Tag: Economics

Joseph Stiglitz: The Price of Inequality »

Although Joseph Stiglitz has a reputation as one of the most prominent defenders of big government, I found much to agree with in his book, The Price of Inequality. It does appear to me that throughout the political spectrum, from left to right, there is a substantial consensus that government is the cause of...
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The Independent Review — Spring 2014 Issue Now Available »

The Spring 2014 issue of The Independent Review, the Independent Institute’s quarterly journal, has just been printed and is en route to subscribers. Here’s a quick look at the contents: Is the near extermination of the North American bison a clear example of “the tragedy of the commons”? No, not if, like Peter J....
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New Faculty for 2014 Challenge of Liberty Student Seminars »

Every year, the Independent Institute’s Challenge of Liberty Student Seminars become a forum for students to learn the foundations of a free and prosperous society. These seminars are inspiring, challenging, and fun—in large part because the speakers we invite are exceptionally devoted to teaching and mentoring students. In 2014, three new speakers will join...
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Challenge of Liberty Student Seminars—Application Deadline: March 31 »

The Challenge of Liberty Student Seminars are returning for another exciting season! Thanks to the generous support of donors, we will hold two seminars for college students — one at the University of Denver (June 16–20) and one at the University of California, Berkeley (July 7–11) — and one seminar for high-school students at...
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President Obama’s Investment Skills »

After the Obama administration bailed out General Motors by purchasing a 60.8% ownership share in the company for $49.5 billion, President Obama said, “We expect taxpayers will get back all the money my administration has invested in GM.” (I do like the way the president takes responsibility for the investment.) Now, the president’s administration...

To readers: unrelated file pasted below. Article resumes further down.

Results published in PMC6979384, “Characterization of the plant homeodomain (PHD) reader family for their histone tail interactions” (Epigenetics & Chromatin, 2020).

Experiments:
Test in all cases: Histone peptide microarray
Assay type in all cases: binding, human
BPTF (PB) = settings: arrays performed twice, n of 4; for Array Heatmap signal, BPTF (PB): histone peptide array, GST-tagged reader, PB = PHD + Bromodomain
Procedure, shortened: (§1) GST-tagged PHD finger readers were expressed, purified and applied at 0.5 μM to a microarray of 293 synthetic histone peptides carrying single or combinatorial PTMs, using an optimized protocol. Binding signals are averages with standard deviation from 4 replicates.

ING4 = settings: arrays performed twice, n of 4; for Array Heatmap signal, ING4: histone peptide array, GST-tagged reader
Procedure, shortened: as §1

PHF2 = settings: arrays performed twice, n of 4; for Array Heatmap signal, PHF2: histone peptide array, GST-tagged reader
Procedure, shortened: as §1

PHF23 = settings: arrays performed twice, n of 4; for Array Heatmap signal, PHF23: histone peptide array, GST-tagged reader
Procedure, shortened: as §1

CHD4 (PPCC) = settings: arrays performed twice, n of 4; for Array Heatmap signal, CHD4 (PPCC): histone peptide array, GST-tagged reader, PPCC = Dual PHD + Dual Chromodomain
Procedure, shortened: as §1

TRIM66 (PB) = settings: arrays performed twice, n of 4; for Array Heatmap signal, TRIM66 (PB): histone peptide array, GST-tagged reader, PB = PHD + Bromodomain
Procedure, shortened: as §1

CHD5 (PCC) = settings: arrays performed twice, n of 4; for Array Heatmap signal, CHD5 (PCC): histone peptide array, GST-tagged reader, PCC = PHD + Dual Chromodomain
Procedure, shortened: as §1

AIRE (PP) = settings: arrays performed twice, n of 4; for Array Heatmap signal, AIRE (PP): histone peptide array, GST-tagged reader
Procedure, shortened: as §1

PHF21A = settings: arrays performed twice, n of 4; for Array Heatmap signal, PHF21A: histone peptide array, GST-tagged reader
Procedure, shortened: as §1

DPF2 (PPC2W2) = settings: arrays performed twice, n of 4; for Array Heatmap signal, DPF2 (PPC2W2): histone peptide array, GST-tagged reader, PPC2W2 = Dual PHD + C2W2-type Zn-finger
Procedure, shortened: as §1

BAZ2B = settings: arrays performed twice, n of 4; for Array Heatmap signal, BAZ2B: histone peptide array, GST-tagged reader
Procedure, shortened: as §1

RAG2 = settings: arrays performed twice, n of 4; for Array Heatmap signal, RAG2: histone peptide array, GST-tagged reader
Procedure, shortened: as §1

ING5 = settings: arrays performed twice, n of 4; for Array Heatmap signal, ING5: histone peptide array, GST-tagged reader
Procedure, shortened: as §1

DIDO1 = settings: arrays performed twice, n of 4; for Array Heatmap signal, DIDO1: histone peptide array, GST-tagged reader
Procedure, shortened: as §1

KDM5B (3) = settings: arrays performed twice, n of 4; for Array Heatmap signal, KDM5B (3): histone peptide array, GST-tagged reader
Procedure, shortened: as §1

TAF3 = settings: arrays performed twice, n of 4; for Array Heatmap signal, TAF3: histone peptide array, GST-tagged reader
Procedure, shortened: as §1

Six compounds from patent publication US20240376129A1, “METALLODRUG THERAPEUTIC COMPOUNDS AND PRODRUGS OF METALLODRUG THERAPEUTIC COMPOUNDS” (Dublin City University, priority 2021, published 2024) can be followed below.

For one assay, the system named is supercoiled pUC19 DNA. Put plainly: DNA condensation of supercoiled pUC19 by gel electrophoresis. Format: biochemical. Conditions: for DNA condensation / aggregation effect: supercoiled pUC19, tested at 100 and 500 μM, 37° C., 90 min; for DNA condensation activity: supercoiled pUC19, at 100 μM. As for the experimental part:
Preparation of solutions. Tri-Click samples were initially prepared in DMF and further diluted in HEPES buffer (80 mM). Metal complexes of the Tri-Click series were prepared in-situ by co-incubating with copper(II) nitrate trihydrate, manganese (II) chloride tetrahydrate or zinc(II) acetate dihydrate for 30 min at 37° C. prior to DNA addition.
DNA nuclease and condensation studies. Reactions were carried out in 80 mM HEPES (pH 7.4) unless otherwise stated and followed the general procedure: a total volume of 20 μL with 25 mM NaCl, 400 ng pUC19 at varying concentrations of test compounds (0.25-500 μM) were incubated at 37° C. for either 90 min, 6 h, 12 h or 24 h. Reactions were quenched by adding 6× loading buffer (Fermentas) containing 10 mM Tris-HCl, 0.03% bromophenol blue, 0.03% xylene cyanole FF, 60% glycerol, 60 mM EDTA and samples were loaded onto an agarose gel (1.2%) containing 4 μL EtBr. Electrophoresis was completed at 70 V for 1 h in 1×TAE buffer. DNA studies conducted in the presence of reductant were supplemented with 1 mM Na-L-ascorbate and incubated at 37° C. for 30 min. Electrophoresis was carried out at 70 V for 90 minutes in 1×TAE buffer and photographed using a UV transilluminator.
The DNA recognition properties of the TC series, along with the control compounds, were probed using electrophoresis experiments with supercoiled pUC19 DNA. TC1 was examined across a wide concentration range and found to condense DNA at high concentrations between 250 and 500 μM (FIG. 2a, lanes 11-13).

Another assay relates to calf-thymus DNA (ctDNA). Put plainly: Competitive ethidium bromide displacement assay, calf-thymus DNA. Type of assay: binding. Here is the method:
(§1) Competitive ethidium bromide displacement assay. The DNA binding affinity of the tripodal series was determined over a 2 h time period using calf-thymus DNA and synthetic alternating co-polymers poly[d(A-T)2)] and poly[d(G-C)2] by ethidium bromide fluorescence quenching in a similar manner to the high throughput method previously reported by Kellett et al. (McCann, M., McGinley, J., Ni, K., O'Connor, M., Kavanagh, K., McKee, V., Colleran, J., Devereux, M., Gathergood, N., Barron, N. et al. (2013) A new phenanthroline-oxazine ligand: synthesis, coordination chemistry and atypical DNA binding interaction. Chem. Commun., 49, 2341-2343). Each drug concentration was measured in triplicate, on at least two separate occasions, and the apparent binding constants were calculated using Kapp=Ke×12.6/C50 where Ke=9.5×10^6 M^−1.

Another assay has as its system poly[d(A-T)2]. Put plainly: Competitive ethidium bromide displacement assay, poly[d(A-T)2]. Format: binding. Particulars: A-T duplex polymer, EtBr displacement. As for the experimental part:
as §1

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Intergenerational Transfers and Political Support for the Welfare State »

Supporters of the welfare state might see it as a mechanism for transferring income from rich to poor with the idea of helping those at the bottom end of the income distribution, but in the United States, the welfare state is increasingly transferring income from the young to the old, regardless of the wealth...
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Speak Loudly and Carry a Small Stick »

At the beginning of the twentieth century, President Teddy Roosevelt’s foreign policy was, “Speak softly and carry a big stick.” At the beginning of the twenty-first, President Obama’s policy appears to the the opposite: “Speak loudly and carry a small stick.” President Obama threatened Syria not to step over a “red line” by using...
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The Hayekian Liberty of Ender’s Game »

Finally, after much encouragement from my college freshman daughter, I just finished reading Ender’s Game, the best-selling science fiction novel by Orson Scott Card that won the Nebula and Hugo awards when it was published in the mid-1980s. The story follows the cultivation of a 6-year-old, boy-wonder, military tactician, Andrew “Ender” Wiggin, as he...
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Krugman: “Why aren’t wages going up?” »

In his New York Times column yesterday, Princeton economist Paul Krugman argues that unprecedented extended unemployment benefits can’t have been the cause of the unprecedented average duration of unemployment during the “Great Recession.” He reasons, “If unemployment is high because people are unwilling to work, reducing the supply of labor, why aren’t wages going...
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Common Ground »

I often find myself disagreeing with Cynthia Tucker, the Progressive journalist and professor, so I was happy to read a recent column of hers, on the farm bill that just passed the House, and find that she and I share some common ground on our views toward government. She considers the bill an example...
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